Scientists from the Chinese Centre for Disease Control have published the strongest evidence yet that closing China’s live poultry markets curtails the spread of avian influenza.
The study analysed the H7N9 outbreak in four Chinese cities earlier this year. It found closing poultry markets resulted in the rate of nearby human infections dropping 97-99%.
Across eastern Asia, birds are bought and sold live and killed by the consumer before cooking. This is seen as a way of guaranteeing fresh, safe meat.
“Our findings confirm that live poultry market closure is a highly effective intervention to prevent human disease and protect public health,” said Dr Benjamin Cowling, from the University of Hong Kong.
“Without this robust evidence, policymakers would struggle to justify further closures of live poultry markets because of the millennia-old culture of trading live birds and the potential huge economic loss on the poultry industry in China.”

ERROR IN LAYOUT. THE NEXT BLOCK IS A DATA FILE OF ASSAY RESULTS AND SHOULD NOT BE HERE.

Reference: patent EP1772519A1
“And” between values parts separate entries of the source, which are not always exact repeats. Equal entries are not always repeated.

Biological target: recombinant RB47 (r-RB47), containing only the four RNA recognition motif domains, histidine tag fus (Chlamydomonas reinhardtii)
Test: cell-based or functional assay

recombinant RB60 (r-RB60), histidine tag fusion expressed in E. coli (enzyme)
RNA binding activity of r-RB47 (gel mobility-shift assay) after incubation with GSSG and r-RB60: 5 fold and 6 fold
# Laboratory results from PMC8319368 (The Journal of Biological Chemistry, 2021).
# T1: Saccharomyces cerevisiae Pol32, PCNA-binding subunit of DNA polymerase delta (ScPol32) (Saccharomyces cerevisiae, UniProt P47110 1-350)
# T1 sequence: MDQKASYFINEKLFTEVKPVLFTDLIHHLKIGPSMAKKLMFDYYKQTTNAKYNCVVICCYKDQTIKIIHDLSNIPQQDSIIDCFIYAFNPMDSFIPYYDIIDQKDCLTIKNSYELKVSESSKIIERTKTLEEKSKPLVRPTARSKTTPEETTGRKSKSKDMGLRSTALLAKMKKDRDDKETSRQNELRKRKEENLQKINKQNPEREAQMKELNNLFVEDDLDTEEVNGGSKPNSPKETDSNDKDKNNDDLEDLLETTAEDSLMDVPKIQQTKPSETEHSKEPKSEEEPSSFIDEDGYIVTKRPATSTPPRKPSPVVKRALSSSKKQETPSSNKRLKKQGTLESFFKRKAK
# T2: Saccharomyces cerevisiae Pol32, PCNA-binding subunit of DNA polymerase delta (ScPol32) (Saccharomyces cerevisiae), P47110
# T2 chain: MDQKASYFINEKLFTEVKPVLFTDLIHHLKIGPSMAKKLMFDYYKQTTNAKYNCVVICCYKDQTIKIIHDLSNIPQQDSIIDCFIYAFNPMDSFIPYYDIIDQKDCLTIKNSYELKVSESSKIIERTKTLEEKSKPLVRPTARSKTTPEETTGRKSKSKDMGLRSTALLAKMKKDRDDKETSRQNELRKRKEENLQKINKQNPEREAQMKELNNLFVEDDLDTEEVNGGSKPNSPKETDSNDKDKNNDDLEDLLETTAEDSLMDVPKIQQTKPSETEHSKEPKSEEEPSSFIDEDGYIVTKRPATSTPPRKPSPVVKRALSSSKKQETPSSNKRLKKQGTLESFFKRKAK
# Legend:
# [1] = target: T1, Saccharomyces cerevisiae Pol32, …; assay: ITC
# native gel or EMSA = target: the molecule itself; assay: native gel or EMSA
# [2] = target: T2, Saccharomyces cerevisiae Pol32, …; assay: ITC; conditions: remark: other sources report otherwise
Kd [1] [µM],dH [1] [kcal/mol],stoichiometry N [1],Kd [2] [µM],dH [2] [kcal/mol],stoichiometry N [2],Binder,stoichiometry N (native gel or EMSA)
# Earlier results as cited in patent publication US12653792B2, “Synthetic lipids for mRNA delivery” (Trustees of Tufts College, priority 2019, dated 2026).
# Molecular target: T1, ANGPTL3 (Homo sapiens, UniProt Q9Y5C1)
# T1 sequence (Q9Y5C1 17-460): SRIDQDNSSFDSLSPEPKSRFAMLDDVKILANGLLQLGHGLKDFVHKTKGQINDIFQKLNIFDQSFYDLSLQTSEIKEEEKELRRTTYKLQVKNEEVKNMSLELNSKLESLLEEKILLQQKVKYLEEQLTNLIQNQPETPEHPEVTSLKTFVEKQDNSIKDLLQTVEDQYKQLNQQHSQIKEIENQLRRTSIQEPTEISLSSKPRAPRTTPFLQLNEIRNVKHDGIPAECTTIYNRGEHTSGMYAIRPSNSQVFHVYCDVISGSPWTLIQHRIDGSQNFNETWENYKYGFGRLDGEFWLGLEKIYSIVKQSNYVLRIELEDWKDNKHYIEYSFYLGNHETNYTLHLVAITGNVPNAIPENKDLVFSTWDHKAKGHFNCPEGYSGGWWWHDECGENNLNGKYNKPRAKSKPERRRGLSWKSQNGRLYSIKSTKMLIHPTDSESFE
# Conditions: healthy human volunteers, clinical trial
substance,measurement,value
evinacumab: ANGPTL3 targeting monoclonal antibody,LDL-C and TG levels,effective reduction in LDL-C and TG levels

It is estimated the closure of bird markets this year cost the Chinese poultry industry up to £5bn.
The H7N9 outbreak, at the beginning of April this year, resulted in the closure of 780 live poultry markets in the cities of Shanghai, Hangzhou, Huzuo and Nanjing, as well as the suspension of the pet bird trade.
Researchers collected the age, sex, location, residence and date of illness onset from every laboratory-confirmed case of H7N9 infection. This allowed them to determine the before and after effect on poultry market closure.
The paper recommends “sustained” closure of live poultry markets in areas at high risk of disease spread, and their immediate closure in the area where infection is concerned.
A separate study undertaken by the Royal Veterinary College earlier this year said bird markets could become a “permanent” source of human infection, and recommended interventions such as daily disinfection of trading areas, vehicles and equipment.